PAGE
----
The Replacement of the Heads in the Constantine IX Mosaic: Financial Reasons
The mosaic of Constantine IX in St. Sophia is one of the most peculiar and mysterious pieces of Byzantine art. It depicts the emperor, the empress, and Christ, and was made during the reign of Constantine IX Monomachos (r. 1042-1055). However, the heads of all three figures were replaced at some point during the twelfth century. The most convincing explanation for this replacement is that it was done for financial reasons.
2. The most convincing explanation for the replacement of the heads of the emperor, the empress, and Christ in the mosaic of Constantine IX in St. Sophia
There are several theories as to why the heads of the emperor, the empress, and Christ were replaced in the mosaic of Constantine IX in St. Sophia. One theory posits that it was done for political reasons, as a way to underline the power of the new emperor, Manuel I Komnenos (r. 1143-1180). Another theory suggests that it was done for religious reasons, as a way to make the mosaic more “orthodox” in light of iconoclasm. However, the most convincing explanation is that it was done for financial reasons.
It is known that mosaics were expensive to make, and even more expensive to restore. Given that Constantine IX Monomachos was not a particularly wealthy emperor, it is likely that he could not afford to have the mosaic restored after it was damaged. It is also worth noting that, by the twelfth century, Hagia Sophia had fallen into disrepair and was in need of significant restoration work. This would have been costly, and so it is possible that replacing the heads of the figures in the mosaic was seen as a way to save money.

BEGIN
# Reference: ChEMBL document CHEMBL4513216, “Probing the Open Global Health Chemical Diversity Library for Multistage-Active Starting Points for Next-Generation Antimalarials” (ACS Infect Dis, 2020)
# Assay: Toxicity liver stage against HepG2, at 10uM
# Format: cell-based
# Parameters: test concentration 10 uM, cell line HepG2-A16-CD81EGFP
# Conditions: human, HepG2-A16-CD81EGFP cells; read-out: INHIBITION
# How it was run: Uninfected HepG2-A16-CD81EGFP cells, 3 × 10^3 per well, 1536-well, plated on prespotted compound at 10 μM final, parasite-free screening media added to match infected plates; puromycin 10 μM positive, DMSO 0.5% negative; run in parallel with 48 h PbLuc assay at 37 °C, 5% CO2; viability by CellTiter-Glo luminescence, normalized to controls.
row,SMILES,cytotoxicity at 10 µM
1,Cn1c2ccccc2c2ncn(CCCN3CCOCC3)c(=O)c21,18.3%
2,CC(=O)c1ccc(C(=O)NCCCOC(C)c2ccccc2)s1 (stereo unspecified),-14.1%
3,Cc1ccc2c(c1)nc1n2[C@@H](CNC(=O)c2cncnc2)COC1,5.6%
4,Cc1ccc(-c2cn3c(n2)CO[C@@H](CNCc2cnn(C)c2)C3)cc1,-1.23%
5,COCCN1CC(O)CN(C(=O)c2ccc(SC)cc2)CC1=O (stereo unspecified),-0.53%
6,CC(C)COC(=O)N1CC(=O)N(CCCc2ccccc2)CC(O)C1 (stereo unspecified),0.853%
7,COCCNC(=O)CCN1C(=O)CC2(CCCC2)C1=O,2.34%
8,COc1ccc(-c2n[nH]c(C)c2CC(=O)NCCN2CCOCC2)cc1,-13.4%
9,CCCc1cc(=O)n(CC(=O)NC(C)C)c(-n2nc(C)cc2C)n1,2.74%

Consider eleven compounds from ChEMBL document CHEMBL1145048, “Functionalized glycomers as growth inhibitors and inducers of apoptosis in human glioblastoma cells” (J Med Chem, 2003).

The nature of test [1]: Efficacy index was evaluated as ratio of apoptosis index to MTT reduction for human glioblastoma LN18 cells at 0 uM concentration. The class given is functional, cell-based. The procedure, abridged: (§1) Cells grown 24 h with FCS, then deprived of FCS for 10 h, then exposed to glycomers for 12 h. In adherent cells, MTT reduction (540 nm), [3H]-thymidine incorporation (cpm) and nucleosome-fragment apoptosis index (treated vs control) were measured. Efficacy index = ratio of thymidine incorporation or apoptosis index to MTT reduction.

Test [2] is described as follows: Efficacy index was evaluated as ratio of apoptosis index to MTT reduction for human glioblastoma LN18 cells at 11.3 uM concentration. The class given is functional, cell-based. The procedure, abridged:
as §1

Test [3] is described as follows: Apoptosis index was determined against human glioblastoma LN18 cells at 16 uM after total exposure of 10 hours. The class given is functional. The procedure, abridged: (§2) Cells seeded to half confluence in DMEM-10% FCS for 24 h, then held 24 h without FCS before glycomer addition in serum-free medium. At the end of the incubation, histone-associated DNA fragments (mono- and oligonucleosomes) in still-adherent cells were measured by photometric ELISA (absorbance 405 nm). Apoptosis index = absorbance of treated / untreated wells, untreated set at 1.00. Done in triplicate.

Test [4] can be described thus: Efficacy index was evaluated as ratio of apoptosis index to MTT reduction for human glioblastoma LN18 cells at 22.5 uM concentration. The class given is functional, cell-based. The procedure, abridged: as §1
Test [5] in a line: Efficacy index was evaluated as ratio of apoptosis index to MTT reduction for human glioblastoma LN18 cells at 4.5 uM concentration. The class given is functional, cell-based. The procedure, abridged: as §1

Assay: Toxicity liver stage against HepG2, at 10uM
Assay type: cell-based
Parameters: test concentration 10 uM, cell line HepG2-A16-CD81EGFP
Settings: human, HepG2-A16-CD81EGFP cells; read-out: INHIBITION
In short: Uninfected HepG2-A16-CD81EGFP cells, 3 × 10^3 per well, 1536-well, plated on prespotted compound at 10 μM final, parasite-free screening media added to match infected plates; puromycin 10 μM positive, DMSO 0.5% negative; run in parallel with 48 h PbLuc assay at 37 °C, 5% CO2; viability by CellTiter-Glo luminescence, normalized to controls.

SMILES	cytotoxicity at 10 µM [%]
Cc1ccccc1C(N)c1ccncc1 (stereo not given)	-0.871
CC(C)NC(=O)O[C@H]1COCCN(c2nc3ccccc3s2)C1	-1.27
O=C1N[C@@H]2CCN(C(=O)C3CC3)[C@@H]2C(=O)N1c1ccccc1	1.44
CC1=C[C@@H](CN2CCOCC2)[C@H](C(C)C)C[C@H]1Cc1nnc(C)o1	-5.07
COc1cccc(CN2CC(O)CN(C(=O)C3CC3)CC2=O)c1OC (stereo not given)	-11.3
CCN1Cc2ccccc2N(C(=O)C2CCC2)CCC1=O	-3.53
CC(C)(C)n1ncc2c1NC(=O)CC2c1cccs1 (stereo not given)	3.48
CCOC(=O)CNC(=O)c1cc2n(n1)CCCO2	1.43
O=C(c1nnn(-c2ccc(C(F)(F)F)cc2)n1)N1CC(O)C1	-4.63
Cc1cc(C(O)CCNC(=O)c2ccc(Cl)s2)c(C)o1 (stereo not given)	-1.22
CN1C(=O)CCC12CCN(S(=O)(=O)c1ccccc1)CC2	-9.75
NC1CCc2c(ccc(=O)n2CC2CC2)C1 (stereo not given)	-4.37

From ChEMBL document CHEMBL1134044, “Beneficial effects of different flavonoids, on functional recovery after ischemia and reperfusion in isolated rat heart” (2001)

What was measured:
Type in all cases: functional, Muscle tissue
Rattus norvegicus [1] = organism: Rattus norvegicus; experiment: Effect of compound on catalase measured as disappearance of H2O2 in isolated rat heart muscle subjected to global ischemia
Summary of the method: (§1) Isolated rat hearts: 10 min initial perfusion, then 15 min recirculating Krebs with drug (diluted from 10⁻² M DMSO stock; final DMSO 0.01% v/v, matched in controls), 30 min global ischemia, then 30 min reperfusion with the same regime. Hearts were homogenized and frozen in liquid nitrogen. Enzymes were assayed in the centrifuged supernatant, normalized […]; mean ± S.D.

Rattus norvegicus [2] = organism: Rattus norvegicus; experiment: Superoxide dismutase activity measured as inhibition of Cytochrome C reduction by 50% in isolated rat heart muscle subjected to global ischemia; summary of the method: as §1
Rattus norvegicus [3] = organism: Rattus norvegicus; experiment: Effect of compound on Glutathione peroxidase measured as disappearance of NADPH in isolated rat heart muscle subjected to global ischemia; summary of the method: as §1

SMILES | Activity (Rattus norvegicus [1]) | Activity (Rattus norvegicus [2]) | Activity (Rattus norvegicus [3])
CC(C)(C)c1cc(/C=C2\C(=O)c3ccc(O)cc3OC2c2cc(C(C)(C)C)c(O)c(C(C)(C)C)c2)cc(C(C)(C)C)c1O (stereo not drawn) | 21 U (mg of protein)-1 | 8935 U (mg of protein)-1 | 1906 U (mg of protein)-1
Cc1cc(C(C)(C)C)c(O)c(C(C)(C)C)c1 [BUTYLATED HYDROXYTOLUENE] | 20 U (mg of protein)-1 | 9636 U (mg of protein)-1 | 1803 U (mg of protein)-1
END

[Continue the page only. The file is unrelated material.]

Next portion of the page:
It has been suggested that Zoe may have been responsible for ordering the replacement of the heads in the mosaic. Zoe was Constantine IX’s third wife (and eventually his empress), and she was known for her love of luxury and extravagance. It is possible that she saw replacing the heads in the mosaic as a way to show off her wealth and power, and to outdo her predecessor, Theodora Porphyrogenita (r. 1042-1056).
In conclusion, there are several theories as to why the heads of Constantine IX, Zoe, and Christ were replaced in the famous mosaic in St. Sophia. However, the most convincing explanation is that it was done for financial reasons. This makes sense given the relative poverty of Constantine IX Monomachos and the need for significant restoration work at Hagia Sophia in the twelfth century.